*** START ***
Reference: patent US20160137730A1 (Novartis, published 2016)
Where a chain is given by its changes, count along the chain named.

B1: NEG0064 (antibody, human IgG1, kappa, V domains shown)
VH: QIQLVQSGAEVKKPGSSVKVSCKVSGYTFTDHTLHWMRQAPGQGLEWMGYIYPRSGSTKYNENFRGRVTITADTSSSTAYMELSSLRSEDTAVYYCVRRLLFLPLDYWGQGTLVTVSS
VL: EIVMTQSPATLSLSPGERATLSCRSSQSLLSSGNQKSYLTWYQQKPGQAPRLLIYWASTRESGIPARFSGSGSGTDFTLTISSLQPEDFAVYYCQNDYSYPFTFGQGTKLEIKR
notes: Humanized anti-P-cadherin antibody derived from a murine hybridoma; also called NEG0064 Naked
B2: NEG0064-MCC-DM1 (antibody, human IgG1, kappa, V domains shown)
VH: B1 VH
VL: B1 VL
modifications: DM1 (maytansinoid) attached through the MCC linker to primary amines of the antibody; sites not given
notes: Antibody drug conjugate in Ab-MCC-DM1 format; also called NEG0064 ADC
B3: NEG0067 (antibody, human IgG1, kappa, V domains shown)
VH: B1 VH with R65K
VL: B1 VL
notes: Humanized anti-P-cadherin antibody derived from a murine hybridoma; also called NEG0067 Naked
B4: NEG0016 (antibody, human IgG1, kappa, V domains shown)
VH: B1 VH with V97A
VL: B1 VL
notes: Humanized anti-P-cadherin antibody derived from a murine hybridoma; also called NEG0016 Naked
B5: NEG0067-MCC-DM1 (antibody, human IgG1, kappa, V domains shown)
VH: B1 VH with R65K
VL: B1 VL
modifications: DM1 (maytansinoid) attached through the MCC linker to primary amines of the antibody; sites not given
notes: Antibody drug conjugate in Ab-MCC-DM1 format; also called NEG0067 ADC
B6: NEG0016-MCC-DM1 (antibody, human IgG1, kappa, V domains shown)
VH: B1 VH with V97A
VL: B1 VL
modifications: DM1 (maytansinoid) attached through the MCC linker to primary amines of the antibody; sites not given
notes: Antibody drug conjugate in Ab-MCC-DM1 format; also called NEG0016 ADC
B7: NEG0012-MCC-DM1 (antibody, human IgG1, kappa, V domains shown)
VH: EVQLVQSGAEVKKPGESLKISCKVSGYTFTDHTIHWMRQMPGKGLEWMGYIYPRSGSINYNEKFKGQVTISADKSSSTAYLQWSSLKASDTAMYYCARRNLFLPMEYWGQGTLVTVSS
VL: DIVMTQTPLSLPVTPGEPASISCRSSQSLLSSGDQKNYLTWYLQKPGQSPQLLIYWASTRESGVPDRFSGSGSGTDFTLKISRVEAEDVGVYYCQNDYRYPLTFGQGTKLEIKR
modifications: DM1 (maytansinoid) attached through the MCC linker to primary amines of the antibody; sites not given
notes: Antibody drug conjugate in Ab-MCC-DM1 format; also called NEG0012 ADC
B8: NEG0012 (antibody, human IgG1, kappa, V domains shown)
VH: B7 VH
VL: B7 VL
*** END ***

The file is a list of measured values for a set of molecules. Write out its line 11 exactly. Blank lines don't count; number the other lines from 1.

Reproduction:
notes: Antibody drug conjugate in Ab-MCC-DM1 format; also called NEG0064 ADC